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Report: Kushner Discussed Setting Up Secret Communications With Russia

Then-national security adviser Michael Flynn (left) and Jared Kushner, senior White House adviser and the president's son-in-law, in the East Room of the White House on Feb. 13.
Mandel Ngan
AFP/Getty Images
Then-national security adviser Michael Flynn (left) and Jared Kushner, senior White House adviser and the president's son-in-law, in the East Room of the White House on Feb. 13.

Updated at 10:09 p.m. ET

Jared Kushner discussed the possibility of Trump's transition team secretly communicating with the Kremlin, the Washington Post reports. Kushner, the president's son-in-law and adviser, spoke with Russian Ambassador to the U.S. Sergey Kislyak in early December of last year about setting up a "secure communications channel ... using Russian diplomatic facilities" in the U.S., according to the report.

Intercepts of Russian communications reportedly found that Kislyak told his superiors about the conversation. The Post cites "U.S. officials briefed on intelligence reports." NPR has not independently confirmed the Post's report.

Then-Trump national security adviser Michael Flynn was also in the meeting, the Post says. After Trump took office, Flynn was forced to resign from the administration because of revelations that he had misrepresented his conversations with Kislyak to Vice President Pence.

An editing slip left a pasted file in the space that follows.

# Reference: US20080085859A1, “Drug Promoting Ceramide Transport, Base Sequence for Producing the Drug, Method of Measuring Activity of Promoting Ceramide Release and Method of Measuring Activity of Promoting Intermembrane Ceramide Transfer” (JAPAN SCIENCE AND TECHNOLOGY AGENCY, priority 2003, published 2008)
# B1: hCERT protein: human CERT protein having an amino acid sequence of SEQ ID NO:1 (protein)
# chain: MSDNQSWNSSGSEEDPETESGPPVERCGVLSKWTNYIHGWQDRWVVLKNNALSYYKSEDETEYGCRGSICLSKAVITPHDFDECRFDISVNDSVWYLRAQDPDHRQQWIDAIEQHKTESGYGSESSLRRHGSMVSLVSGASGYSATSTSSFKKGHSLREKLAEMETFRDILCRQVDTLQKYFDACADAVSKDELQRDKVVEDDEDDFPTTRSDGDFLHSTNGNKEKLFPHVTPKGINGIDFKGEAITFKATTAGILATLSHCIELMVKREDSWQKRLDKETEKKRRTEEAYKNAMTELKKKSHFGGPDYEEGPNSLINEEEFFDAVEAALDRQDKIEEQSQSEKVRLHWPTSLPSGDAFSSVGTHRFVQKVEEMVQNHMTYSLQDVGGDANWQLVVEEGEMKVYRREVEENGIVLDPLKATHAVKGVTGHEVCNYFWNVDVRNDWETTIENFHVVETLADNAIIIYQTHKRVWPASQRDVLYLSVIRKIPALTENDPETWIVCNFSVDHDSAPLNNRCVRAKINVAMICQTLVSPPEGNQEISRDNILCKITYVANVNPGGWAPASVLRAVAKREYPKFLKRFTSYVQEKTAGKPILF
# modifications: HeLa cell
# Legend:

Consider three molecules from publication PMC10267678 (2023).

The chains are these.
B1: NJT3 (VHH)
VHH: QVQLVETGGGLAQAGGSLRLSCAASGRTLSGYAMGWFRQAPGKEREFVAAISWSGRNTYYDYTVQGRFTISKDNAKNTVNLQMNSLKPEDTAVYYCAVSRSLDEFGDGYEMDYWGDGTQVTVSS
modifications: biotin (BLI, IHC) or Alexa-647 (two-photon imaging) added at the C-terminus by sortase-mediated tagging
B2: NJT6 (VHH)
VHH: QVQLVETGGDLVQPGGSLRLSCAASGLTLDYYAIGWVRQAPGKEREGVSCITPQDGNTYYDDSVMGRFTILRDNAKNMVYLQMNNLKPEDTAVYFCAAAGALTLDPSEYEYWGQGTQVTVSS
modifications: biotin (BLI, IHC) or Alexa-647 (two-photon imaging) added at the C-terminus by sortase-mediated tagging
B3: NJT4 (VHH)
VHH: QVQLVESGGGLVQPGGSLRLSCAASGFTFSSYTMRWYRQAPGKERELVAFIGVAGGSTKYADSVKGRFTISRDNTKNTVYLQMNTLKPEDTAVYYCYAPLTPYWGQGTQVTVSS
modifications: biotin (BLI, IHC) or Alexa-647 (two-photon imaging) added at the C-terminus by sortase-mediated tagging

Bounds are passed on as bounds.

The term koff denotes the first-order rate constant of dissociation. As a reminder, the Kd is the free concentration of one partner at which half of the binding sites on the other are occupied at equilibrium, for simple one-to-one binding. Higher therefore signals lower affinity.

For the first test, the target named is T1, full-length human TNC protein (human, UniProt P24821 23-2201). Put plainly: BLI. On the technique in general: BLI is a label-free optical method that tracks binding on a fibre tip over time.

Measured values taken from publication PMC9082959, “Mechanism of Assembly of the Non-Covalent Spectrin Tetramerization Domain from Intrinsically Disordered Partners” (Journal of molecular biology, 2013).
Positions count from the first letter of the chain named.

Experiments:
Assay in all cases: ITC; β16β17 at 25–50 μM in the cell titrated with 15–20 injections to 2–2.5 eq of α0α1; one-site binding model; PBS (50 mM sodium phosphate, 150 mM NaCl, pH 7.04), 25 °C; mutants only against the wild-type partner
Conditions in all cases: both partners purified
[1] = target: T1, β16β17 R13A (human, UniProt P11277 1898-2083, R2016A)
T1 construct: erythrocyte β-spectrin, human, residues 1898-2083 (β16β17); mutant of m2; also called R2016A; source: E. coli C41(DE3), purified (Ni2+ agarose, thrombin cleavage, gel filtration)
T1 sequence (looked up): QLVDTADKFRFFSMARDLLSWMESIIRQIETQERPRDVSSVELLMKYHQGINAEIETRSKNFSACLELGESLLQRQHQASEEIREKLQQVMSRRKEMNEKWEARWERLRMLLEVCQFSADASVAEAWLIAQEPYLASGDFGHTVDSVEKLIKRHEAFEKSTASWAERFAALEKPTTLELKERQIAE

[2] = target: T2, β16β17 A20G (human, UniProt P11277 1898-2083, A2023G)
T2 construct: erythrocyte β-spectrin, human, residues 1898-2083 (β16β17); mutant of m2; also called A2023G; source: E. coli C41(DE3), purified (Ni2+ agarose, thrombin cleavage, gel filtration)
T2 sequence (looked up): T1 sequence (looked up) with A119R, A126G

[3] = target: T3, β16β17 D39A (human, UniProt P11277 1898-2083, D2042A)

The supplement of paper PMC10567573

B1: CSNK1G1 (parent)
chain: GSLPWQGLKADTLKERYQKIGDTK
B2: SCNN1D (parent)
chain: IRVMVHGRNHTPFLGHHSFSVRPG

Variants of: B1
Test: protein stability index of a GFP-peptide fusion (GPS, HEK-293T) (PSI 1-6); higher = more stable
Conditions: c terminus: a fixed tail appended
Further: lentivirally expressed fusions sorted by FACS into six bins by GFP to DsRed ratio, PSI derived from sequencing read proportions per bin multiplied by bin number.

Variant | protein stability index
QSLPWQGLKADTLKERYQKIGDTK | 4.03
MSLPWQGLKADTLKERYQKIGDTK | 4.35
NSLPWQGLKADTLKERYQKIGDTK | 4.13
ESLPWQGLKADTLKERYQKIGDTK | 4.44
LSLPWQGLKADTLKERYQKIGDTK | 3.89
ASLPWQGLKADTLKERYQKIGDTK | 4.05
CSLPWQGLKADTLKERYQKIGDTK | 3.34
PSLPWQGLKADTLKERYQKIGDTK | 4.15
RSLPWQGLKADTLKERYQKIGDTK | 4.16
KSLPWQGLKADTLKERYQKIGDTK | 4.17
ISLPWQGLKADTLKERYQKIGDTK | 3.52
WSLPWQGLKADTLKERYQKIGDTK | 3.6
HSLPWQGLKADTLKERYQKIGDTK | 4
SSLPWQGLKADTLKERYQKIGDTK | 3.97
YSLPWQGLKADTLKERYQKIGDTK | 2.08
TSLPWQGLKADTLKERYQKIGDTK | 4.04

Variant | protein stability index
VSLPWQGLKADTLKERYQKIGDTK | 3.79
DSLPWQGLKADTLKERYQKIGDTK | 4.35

The White House previously disclosed that the meeting between Kushner, Flynn and Kislyak had occurred. Friday's report reveals one of the things they discussed: the possibility of a direct and secret line of communication.

Post reporter Greg Miller, who shared a byline with two other reporters on the story, tells NPR establishing such a channel "would be pretty extraordinary."

"I really don't know of an instance in history where an incoming administration is trying to set up a private channel of communication with Moscow," Miller says.

Miller reports that even Russians were concerned about the security risks of such an arrangement.

"For Russia, it's extremely important that their officials here are able to talk with ... the government in Moscow beyond U.S. surveillance — out of reach of U.S. surveillance," he says. "So bringing an American in to use that phone line would be pretty remarkable."

The FBI reportedly considers the conversations to be of investigative interest.

"It's easy to see why the FBI would be intrigued by this," Miller says.

The White House declined to comment, Miller says, adding, "That's not for lack of trying" on the part of the Washington Post.

The CIA concluded in December that Russia had attempted to interfere in the U.S. election with the intention of aiding Trump. There have been multiple congressional committee investigations launched as well as an FBI investigation into Russian election meddling and possible ties between Trump campaign associates and Russia. Since the firing of FBI Director James Comey, a special counsel has been tapped to lead the FBI probe, and the various congressional committees are continuing their work.